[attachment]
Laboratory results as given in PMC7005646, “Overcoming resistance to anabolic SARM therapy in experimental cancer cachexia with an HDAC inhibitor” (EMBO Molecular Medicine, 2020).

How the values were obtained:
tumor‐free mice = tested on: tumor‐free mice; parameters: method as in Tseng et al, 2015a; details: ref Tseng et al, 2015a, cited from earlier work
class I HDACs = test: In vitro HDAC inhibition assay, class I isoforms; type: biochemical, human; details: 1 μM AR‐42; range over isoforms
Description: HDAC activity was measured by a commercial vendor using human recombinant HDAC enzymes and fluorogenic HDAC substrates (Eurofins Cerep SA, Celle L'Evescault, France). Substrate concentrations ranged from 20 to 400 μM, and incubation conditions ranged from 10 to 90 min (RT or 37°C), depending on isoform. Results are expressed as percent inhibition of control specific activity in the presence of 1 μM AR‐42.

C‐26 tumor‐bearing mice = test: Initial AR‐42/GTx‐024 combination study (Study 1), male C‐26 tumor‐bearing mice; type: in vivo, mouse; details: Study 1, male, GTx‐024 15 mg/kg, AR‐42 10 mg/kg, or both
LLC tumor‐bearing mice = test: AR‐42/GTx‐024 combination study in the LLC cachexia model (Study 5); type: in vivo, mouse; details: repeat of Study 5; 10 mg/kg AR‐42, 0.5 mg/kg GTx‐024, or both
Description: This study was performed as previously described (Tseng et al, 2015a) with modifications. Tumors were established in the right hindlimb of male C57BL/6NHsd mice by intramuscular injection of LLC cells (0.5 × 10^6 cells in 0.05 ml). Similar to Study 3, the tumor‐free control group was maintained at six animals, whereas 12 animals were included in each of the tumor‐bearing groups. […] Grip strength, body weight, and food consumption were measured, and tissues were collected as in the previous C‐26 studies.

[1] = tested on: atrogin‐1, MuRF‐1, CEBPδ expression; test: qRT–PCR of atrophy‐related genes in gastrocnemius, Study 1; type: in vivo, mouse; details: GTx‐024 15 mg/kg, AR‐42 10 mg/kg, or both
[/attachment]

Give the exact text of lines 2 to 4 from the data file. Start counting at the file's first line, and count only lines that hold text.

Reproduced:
How the values were obtained:
tumor‐free mice = tested on: tumor‐free mice; parameters: method as in Tseng et al, 2015a; details: ref Tseng et al, 2015a, cited from earlier work
class I HDACs = test: In vitro HDAC inhibition assay, class I isoforms; type: biochemical, human; details: 1 μM AR‐42; range over isoforms